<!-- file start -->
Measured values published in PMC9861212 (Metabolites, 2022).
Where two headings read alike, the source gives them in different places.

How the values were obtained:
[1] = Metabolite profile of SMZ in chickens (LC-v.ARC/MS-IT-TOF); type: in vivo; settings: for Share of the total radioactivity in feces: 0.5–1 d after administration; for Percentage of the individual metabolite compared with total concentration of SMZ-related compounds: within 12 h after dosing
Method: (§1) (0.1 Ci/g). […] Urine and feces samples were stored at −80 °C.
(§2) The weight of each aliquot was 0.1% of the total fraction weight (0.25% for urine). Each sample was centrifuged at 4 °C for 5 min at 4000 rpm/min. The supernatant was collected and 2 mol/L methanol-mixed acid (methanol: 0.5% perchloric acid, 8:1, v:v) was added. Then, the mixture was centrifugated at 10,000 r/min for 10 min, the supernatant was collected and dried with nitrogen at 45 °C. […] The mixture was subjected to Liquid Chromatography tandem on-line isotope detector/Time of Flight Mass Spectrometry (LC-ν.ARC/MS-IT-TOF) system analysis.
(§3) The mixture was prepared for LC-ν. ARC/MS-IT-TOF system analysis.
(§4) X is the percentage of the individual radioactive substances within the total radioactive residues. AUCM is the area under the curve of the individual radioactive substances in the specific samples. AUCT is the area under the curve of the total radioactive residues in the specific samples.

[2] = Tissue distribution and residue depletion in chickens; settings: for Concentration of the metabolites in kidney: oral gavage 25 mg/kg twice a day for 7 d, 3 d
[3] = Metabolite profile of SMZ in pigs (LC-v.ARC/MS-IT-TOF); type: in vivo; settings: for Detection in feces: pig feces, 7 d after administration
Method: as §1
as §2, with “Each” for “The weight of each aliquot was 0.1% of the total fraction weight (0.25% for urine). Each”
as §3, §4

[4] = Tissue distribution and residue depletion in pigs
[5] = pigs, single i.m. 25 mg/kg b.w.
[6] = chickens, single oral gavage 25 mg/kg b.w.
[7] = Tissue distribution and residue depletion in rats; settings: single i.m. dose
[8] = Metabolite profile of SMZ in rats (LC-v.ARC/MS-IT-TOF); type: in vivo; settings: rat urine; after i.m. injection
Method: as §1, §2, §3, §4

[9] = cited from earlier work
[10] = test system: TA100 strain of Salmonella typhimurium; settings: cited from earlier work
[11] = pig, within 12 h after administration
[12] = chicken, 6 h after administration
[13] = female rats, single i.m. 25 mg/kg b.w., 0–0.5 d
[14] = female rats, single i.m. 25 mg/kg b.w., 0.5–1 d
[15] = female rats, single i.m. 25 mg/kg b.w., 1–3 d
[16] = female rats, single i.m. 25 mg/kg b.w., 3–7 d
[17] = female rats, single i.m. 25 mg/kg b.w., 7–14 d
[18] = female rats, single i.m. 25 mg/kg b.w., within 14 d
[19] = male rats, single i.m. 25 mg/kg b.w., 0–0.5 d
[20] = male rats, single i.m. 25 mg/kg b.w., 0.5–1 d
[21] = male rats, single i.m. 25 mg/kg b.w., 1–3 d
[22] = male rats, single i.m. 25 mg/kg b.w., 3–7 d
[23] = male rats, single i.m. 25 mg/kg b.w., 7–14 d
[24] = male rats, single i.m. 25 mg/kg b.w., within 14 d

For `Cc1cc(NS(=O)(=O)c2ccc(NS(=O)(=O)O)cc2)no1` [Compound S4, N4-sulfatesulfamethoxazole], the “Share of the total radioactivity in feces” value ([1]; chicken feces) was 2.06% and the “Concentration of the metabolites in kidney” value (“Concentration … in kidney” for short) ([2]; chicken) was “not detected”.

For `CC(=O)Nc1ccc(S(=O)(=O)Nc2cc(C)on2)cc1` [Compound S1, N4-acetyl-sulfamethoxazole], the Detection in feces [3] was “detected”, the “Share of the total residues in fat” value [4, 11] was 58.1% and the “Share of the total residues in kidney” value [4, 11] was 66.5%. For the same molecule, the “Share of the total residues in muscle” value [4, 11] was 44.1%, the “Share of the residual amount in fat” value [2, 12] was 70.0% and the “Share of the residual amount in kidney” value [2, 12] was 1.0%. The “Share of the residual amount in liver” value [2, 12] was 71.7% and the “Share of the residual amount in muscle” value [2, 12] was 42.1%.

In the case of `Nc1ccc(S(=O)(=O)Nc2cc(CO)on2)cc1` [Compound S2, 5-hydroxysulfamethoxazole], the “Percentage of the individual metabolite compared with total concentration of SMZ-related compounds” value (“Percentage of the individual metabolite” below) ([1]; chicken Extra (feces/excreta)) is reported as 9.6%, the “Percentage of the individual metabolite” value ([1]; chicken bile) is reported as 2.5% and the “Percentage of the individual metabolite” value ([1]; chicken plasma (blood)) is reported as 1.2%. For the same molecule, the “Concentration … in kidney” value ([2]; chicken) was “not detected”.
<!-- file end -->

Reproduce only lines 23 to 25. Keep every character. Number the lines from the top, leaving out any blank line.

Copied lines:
[12] = chicken, 6 h after administration
[13] = female rats, single i.m. 25 mg/kg b.w., 0–0.5 d
[14] = female rats, single i.m. 25 mg/kg b.w., 0.5–1 d